Diabetic retinopathy often has four stages i.e. Mild Nonproliferative Retinopathy, Moderate Proliferative Retinopathy, Severe Nonproliferative Retinopathy, and Proliferative Retinopathy. Nonproliferative retinopathy refers to the condition when the damaged blood vessels leak blood and fluid into the eye. Proliferative retinopathy happens when the new blood vessels start growing within your retina.
Mild Proliferative Retinopathy
Mild proliferative retinopathy occurs when microaneurysms appear. These swollen areas appear like balloons in the tiny blood vessels of the retina.
Moderate Nonproliferative Retinopathy
At this stage of diabetic retinopathy, the blood vessels nourishing the retina are usually blocked.
Severe Nonproliferative Retinopathy
Severe nonproliferative retinopathy happens when many blood vessels are blocked. The retina is deprived of the blood supply because of this. At this stage, the retina sends signals stating the need for growing new blood vessels that would help the retina in nourishment.
Proliferative retinopathy is the advanced most stage of diabetic retinopathy. New blood vessels start growing at this stage. These vessels grow along the retina as well as the surface of the eyes. Even though these blood vessels don’t cause loss of vision, severe vision loss might happen when these vessels start leaking because of their fragile walls.
What Are The Complications Related to Diabetic Retinopathy?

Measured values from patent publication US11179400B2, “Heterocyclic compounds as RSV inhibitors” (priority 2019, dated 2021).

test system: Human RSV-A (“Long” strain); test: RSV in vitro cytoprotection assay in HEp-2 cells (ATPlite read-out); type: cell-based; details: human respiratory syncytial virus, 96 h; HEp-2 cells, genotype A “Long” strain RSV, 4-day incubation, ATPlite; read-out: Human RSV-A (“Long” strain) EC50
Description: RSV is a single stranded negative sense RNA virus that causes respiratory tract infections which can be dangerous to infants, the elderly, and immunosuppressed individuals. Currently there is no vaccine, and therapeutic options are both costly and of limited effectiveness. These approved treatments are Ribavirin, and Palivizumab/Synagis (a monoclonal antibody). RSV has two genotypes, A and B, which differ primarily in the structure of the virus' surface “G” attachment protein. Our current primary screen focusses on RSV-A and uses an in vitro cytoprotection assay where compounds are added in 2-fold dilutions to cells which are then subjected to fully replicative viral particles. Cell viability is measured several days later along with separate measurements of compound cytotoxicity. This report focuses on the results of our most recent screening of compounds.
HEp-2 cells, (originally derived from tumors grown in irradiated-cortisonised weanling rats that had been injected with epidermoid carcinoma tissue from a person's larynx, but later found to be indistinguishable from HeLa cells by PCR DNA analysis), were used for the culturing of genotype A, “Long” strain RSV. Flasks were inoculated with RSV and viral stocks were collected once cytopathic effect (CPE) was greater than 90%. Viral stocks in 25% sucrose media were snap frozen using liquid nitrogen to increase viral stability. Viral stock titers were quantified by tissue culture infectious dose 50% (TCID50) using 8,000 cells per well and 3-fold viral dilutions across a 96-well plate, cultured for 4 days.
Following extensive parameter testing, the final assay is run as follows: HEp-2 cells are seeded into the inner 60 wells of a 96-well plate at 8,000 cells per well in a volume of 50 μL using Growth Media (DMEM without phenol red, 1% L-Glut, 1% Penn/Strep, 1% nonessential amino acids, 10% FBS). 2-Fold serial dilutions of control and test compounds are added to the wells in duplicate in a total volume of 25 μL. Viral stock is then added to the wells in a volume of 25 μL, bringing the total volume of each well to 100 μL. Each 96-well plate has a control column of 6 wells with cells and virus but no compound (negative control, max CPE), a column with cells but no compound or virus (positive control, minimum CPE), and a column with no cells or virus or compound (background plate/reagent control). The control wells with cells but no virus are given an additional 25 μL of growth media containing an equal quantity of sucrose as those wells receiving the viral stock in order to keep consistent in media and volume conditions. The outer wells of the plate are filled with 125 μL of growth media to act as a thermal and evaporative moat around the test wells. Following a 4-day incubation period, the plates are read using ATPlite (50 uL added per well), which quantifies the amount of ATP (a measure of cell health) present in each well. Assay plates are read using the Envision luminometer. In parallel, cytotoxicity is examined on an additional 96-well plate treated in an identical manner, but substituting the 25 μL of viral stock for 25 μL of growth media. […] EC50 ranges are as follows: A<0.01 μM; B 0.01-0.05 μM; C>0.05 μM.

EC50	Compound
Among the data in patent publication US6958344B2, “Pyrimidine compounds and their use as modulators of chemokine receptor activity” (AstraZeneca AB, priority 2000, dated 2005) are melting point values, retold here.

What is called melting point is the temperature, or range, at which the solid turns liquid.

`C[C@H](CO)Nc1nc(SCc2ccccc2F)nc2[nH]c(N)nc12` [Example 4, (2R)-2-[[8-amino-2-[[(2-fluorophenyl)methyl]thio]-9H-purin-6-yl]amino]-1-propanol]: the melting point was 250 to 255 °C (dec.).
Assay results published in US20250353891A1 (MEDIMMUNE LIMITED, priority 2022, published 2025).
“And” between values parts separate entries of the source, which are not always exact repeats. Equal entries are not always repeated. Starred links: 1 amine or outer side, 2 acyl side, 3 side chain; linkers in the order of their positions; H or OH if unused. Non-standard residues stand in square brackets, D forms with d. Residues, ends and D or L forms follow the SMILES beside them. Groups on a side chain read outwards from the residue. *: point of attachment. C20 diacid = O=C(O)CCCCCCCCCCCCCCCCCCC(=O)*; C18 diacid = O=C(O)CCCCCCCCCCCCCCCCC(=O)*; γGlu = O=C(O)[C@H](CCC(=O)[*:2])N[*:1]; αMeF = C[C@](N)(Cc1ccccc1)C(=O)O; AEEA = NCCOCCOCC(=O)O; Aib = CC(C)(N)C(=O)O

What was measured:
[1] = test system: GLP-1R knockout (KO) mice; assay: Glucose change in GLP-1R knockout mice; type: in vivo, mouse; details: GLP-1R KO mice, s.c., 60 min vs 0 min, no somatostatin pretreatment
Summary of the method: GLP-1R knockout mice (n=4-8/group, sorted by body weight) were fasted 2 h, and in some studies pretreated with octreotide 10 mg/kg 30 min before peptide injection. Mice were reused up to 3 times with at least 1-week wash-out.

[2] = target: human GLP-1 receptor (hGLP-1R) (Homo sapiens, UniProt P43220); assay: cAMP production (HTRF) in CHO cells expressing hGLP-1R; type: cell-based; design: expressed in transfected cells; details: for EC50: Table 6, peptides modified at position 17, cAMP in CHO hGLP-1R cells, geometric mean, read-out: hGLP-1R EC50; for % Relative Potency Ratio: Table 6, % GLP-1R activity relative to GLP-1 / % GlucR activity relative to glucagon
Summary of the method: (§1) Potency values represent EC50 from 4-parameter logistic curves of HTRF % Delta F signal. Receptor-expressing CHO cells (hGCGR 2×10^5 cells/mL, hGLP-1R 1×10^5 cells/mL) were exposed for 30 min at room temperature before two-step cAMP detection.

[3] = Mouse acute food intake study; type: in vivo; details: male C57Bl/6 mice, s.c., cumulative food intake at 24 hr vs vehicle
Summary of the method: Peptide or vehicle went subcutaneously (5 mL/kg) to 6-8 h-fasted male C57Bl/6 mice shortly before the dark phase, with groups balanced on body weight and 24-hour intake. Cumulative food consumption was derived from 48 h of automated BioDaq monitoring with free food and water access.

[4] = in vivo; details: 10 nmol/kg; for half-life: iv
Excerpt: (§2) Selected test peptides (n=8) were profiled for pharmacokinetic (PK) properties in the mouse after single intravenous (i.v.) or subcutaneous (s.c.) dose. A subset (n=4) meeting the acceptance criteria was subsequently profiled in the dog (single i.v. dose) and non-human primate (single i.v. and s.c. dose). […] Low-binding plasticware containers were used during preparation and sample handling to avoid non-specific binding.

Since diabetic retinopathy involves growth or blood vessels in your retina, it may lead to severe complications which may cause several vision problems. Some of these complications are:
Vitreous Hemorrhage happens when the blood vessels bleed into the jelly-like substance located at the center of the eyes. You might be seeing floaters or dark spots if the amount of bleeding is little. However, more bleeding can fill the vitreous cavity and therefore block your vision. Vitreous Hemorrhage may not cause permanent vision loss unless the retina is damaged.
Diabetic retinopathy often stimulates the growth of scar tissue because of which the retina can be pulled away from the back of your eyes. This may cause floating spots or flashes of light in your vision.
Glaucoma happens when the blood vessels start growing in the front section of your eyes. These vessels often disturb the normal fluid flow and therefore cause pressure in your eyes. This pressure may damage your nerve responsible for carrying images from the eyes to the brain.
How Can You Prevent Diabetic Retinopathy?
The easiest way to prevent diabetic retinopathy is to go for regular eye examination, keeping blood sugar levels under control, and treating vision problems at an early stage. Here are some of the things that you can do to control the diabetic retinopathy:
What Is The Treatment For Diabetic Retinopathy?
Depending on the condition of your eyes, your doctor will conduct a comprehensive dilated examination of your eyes. However, you will need treatment right away if your eyes are in serious condition.
If you have been experiencing blurred vision or changes in vision, immediate treatment will help your vision from getting to a worse state. Here are some of the common treatments used for patients suffering from diabetic retinopathy:
Anti-VEGF drugs are often used to slow down the diabetic retinopathy. It can also reverse the condition. Doctors often use another medicine named corticosteroids to treat diabetic retinopathy.
Photocoagulation surgery is one of the most effective treatments that prevent loss of vision. During this surgery, your doctor will be using a laser to stop or control the leakage by sealing the vessels. There are three types of photocoagulation surgery i.e. scatter photocoagulation, focal photocoagulation, and vitrectomy.
In Scatter photocoagulation, hundreds of little holes are burnt two or more times using the laser. Focal photocoagulation allows you to get rid of a specific leaky vessel which otherwise would have made the macular edema worse. In the vitrectomy method, all the scar tissues and cloudy fluid are removed.